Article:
Last week Mandiant released a powerful report that exposed what certainly appears to be a state-sponsored hacking initiative from China, dubbed by Mandiant as APT1. If you haven’t already, I highly encourage you to read the full report available here. The report not only provides analysis of the organization behind the attacks, but also includes a wealth of detail into specific techniques used by the groups as well as indicators that you can use in your own security practices.
In this article I will summarize some of the key indicators as well as some of the techniques that may help you find other indicators of advanced attacks in your network.
It was certainly heartwarming to see Mandiant release a large number of very specific indicators of APT1 that security teams can put to good use. Far too often, a security vendor will report about how they uncovered a breach, but often lack the details that would help real infosec professionals to better do their job.
In this report, Mandiant has done the industry a solid by disclosing a variety of very specific indicators that they have been able to tie to APT1, including domains used by the attacking infrastructure, SSL certificates used to encrypt the attacker’s traffic, MD5 hashes of APT1 malware and a variety of other open-source “indicators of compromise”.
This provides very actionable information, but information that we all have to realize will also very short-lived. Given the sophistication of the APT1 organization, it’s quite likely that the referenced domains, hashes and certificates that were exposed have been decommissioned or will be soon. The indicators of compromise delve more deeply into the techniques of the attackers as opposed to certs and domain, which are effectively disposable.
Patterns and Techniques
Beyond the easily identifiable indicators, the Mandiant report provided insight into the lifecycle of an APT1 attack from the initial infection, escalation and ongoing theft of data.
First, as one might expect, APT1 used highly targeted spear-phishing techniques to infect a target, which included creating fake email accounts in the name of someone that the target would recognize. Secondly, the infecting files were often zipped to avoid analysis and often contained executables designed to look like pdfs.
This provides two important lessons – one technical and one practical. First, it means that when looking for advanced malware, we absolutely must look within zipped payloads. But secondly, it destroys the all-to-common idea of malware infections being the source of the “stupid user”. That’s not to say that “stupid users” don’t exist and that they don’t lead to malware infections – they certainly do on both counts. But the point is rather that highly targeted phishing can be constructed to fool even savvy well-trained users, and we can’t rely on training to solve the problem on its own. Instead, we need to proactively test and analyze content to programmatically determine if it is malicious or benign.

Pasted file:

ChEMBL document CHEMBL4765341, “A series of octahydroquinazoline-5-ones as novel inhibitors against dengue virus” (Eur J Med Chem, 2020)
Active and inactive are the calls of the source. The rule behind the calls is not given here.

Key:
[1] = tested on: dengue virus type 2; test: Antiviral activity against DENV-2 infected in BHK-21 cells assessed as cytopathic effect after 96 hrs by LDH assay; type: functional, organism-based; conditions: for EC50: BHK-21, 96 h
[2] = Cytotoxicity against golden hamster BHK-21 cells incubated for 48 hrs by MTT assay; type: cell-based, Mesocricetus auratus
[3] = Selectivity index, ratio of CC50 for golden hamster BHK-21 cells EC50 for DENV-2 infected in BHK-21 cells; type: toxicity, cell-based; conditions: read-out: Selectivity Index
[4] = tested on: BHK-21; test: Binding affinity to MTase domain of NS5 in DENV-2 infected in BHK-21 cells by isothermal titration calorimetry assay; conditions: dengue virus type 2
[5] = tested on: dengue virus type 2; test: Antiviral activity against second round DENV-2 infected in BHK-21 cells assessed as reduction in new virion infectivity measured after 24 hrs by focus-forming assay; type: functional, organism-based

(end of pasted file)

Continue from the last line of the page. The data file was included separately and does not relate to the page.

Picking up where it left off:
The report also shared that once the infection was established, the attackers would often rely on RDP (remote desktop protocol) to administer the ongoing attack. This protocol is obviously highly common on enterprise networks and allows the attacker to control the compromised machine remotely. RDP has been strongly linked to advanced attacks shared in a variety of other reports, including this year’s Verizon Data Breach Report. The lesson here is pretty clear – RDP and related protocols are one of the key tools of persistent attacks and security teams to have strict control over RDP, limiting its use to only the few users who must have it, and requiring two-factor authentication for RDP users.
APT1 also used a myriad of techniques to hide its communications with command-and-control servers. This included sharing data via HTTP, custom protocols written by the attackers, and a variety of modified protocols designed to look like normal application traffic, such as MSN Messenger, Gmail Calendar, and Jabber (a protocol used in a variety of instant messaging applications). All of these traffics were often used in conjunction with SSL to further obscure the traffic. This again highlights the need to look within SSL-encrypted traffic as well as the need to find customized traffic and unusual traffic that deviates from protocol. This is an emerging art, but certainly possible using firewalls and threat prevention solutions that finely decode network and application protocols.
Once it was time to steal data, the attackers predominantly relied on FTP. As with the infecting file, exfiltrated data was often compressed, this time mostly with RAR. FTP is very popular with malware because it is small, flexible and often allowed in networks. However, security teams should remember to closely analyze FTP and certainly take a closer look at FTP used to transport RAR files.
Learn to See What Doesn’t Belong
While the Mandiant report is incredibly illuminating, it is also not a panacea. If anything, the more we learn about sophisticated attacks the more it is obvious that security products will never be enough without security skill. Certainly, we will continue to need and use signatures and systems that can automatically block the bad things on our networks. But it is also equally clear that this alone won’t be enough. We need to actively seek out and test the unknowns in our network, whether that is anomalous traffic or unknown, potentially malicious files.
We need to know the application fingerprint of our networks and users so that we can see when something is amiss. Security is fast becoming the front-lines for enterprises and one of the most strategic roles in any organization, but it requires us to be actively and intellectually engaged. That is a daunting task, but one we can meet.